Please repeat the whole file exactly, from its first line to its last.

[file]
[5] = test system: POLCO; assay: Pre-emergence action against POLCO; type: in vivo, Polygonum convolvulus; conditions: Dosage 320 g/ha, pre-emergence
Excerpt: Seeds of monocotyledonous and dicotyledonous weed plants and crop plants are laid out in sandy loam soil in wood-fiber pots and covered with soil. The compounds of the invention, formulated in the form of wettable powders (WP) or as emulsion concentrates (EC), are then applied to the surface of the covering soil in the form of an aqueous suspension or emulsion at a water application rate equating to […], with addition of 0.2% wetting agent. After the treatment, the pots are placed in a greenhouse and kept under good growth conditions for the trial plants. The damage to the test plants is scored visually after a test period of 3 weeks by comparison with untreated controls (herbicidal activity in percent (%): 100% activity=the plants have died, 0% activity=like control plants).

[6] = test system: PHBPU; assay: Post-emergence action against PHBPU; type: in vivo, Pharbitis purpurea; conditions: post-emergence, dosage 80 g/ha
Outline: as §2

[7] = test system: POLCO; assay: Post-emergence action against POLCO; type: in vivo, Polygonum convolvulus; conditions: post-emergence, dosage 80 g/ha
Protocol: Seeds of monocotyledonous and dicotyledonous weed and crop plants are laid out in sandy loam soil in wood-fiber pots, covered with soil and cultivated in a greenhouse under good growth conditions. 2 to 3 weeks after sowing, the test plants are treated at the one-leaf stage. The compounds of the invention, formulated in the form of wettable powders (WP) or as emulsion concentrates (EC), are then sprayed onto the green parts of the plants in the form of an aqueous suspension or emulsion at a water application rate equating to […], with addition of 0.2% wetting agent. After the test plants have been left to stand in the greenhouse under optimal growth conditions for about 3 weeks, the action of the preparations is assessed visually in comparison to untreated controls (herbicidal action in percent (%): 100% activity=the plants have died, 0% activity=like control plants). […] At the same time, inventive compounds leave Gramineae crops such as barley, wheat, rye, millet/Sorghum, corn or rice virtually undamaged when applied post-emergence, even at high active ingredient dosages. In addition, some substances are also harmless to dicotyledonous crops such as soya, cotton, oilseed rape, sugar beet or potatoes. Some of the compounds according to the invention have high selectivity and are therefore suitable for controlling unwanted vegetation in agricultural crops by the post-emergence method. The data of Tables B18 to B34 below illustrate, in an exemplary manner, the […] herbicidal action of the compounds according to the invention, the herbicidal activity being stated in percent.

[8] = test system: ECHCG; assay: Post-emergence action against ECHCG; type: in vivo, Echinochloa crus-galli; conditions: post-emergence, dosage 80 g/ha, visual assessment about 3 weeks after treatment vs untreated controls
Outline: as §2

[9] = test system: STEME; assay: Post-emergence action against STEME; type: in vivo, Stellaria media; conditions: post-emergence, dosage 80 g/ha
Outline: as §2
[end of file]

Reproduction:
[5] = test system: POLCO; assay: Pre-emergence action against POLCO; type: in vivo, Polygonum convolvulus; conditions: Dosage 320 g/ha, pre-emergence
Excerpt: Seeds of monocotyledonous and dicotyledonous weed plants and crop plants are laid out in sandy loam soil in wood-fiber pots and covered with soil. The compounds of the invention, formulated in the form of wettable powders (WP) or as emulsion concentrates (EC), are then applied to the surface of the covering soil in the form of an aqueous suspension or emulsion at a water application rate equating to […], with addition of 0.2% wetting agent. After the treatment, the pots are placed in a greenhouse and kept under good growth conditions for the trial plants. The damage to the test plants is scored visually after a test period of 3 weeks by comparison with untreated controls (herbicidal activity in percent (%): 100% activity=the plants have died, 0% activity=like control plants).

[6] = test system: PHBPU; assay: Post-emergence action against PHBPU; type: in vivo, Pharbitis purpurea; conditions: post-emergence, dosage 80 g/ha
Outline: as §2

[7] = test system: POLCO; assay: Post-emergence action against POLCO; type: in vivo, Polygonum convolvulus; conditions: post-emergence, dosage 80 g/ha
Protocol: Seeds of monocotyledonous and dicotyledonous weed and crop plants are laid out in sandy loam soil in wood-fiber pots, covered with soil and cultivated in a greenhouse under good growth conditions. 2 to 3 weeks after sowing, the test plants are treated at the one-leaf stage. The compounds of the invention, formulated in the form of wettable powders (WP) or as emulsion concentrates (EC), are then sprayed onto the green parts of the plants in the form of an aqueous suspension or emulsion at a water application rate equating to […], with addition of 0.2% wetting agent. After the test plants have been left to stand in the greenhouse under optimal growth conditions for about 3 weeks, the action of the preparations is assessed visually in comparison to untreated controls (herbicidal action in percent (%): 100% activity=the plants have died, 0% activity=like control plants). […] At the same time, inventive compounds leave Gramineae crops such as barley, wheat, rye, millet/Sorghum, corn or rice virtually undamaged when applied post-emergence, even at high active ingredient dosages. In addition, some substances are also harmless to dicotyledonous crops such as soya, cotton, oilseed rape, sugar beet or potatoes. Some of the compounds according to the invention have high selectivity and are therefore suitable for controlling unwanted vegetation in agricultural crops by the post-emergence method. The data of Tables B18 to B34 below illustrate, in an exemplary manner, the […] herbicidal action of the compounds according to the invention, the herbicidal activity being stated in percent.

[8] = test system: ECHCG; assay: Post-emergence action against ECHCG; type: in vivo, Echinochloa crus-galli; conditions: post-emergence, dosage 80 g/ha, visual assessment about 3 weeks after treatment vs untreated controls
Outline: as §2

[9] = test system: STEME; assay: Post-emergence action against STEME; type: in vivo, Stellaria media; conditions: post-emergence, dosage 80 g/ha
Outline: as §2